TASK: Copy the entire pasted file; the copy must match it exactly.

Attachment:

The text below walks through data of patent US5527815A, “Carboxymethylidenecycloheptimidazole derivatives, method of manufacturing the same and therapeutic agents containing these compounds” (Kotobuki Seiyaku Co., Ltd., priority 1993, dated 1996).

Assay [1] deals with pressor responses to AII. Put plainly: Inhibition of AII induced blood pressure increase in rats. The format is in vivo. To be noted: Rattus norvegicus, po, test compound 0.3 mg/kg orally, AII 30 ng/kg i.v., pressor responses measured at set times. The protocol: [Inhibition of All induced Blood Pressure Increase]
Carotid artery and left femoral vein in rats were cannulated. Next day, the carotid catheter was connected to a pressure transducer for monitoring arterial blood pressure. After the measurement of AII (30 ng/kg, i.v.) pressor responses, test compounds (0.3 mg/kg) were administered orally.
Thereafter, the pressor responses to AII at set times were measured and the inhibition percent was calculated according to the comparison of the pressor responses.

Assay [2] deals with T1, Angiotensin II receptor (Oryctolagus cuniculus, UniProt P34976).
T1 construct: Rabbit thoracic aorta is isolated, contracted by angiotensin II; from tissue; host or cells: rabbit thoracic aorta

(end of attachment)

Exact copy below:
The text below walks through data of patent US5527815A, “Carboxymethylidenecycloheptimidazole derivatives, method of manufacturing the same and therapeutic agents containing these compounds” (Kotobuki Seiyaku Co., Ltd., priority 1993, dated 1996).

Assay [1] deals with pressor responses to AII. Put plainly: Inhibition of AII induced blood pressure increase in rats. The format is in vivo. To be noted: Rattus norvegicus, po, test compound 0.3 mg/kg orally, AII 30 ng/kg i.v., pressor responses measured at set times. The protocol: [Inhibition of All induced Blood Pressure Increase]
Carotid artery and left femoral vein in rats were cannulated. Next day, the carotid catheter was connected to a pressure transducer for monitoring arterial blood pressure. After the measurement of AII (30 ng/kg, i.v.) pressor responses, test compounds (0.3 mg/kg) were administered orally.
Thereafter, the pressor responses to AII at set times were measured and the inhibition percent was calculated according to the comparison of the pressor responses.

Assay [2] deals with T1, Angiotensin II receptor (Oryctolagus cuniculus, UniProt P34976).
T1 construct: Rabbit thoracic aorta is isolated, contracted by angiotensin II; from tissue; host or cells: rabbit thoracic aorta